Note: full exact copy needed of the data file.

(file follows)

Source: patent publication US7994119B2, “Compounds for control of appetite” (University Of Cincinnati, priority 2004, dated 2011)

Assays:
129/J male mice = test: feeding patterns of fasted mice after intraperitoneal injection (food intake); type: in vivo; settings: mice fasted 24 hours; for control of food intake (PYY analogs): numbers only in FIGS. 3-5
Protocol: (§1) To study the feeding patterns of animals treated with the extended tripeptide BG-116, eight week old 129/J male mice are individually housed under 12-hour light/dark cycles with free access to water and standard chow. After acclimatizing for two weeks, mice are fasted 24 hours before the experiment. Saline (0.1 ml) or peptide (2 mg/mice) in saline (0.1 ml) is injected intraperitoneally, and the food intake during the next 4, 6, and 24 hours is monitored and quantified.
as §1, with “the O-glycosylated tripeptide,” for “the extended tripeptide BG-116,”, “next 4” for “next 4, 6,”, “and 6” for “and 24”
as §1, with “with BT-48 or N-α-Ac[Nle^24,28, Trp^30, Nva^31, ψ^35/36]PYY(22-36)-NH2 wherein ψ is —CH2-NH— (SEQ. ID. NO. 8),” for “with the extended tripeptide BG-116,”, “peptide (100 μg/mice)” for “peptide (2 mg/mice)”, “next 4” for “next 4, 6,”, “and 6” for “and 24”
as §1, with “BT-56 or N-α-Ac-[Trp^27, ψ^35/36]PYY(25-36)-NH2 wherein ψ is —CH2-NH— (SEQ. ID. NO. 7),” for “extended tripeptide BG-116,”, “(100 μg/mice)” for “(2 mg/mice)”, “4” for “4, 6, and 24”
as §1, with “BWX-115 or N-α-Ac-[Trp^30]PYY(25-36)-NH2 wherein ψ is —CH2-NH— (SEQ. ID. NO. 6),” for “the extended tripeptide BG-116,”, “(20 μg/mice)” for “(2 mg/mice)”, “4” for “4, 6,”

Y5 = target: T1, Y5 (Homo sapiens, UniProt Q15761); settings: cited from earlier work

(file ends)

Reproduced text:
Source: patent publication US7994119B2, “Compounds for control of appetite” (University Of Cincinnati, priority 2004, dated 2011)

Assays:
129/J male mice = test: feeding patterns of fasted mice after intraperitoneal injection (food intake); type: in vivo; settings: mice fasted 24 hours; for control of food intake (PYY analogs): numbers only in FIGS. 3-5
Protocol: (§1) To study the feeding patterns of animals treated with the extended tripeptide BG-116, eight week old 129/J male mice are individually housed under 12-hour light/dark cycles with free access to water and standard chow. After acclimatizing for two weeks, mice are fasted 24 hours before the experiment. Saline (0.1 ml) or peptide (2 mg/mice) in saline (0.1 ml) is injected intraperitoneally, and the food intake during the next 4, 6, and 24 hours is monitored and quantified.
as §1, with “the O-glycosylated tripeptide,” for “the extended tripeptide BG-116,”, “next 4” for “next 4, 6,”, “and 6” for “and 24”
as §1, with “with BT-48 or N-α-Ac[Nle^24,28, Trp^30, Nva^31, ψ^35/36]PYY(22-36)-NH2 wherein ψ is —CH2-NH— (SEQ. ID. NO. 8),” for “with the extended tripeptide BG-116,”, “peptide (100 μg/mice)” for “peptide (2 mg/mice)”, “next 4” for “next 4, 6,”, “and 6” for “and 24”
as §1, with “BT-56 or N-α-Ac-[Trp^27, ψ^35/36]PYY(25-36)-NH2 wherein ψ is —CH2-NH— (SEQ. ID. NO. 7),” for “extended tripeptide BG-116,”, “(100 μg/mice)” for “(2 mg/mice)”, “4” for “4, 6, and 24”
as §1, with “BWX-115 or N-α-Ac-[Trp^30]PYY(25-36)-NH2 wherein ψ is —CH2-NH— (SEQ. ID. NO. 6),” for “the extended tripeptide BG-116,”, “(20 μg/mice)” for “(2 mg/mice)”, “4” for “4, 6,”

Y5 = target: T1, Y5 (Homo sapiens, UniProt Q15761); settings: cited from earlier work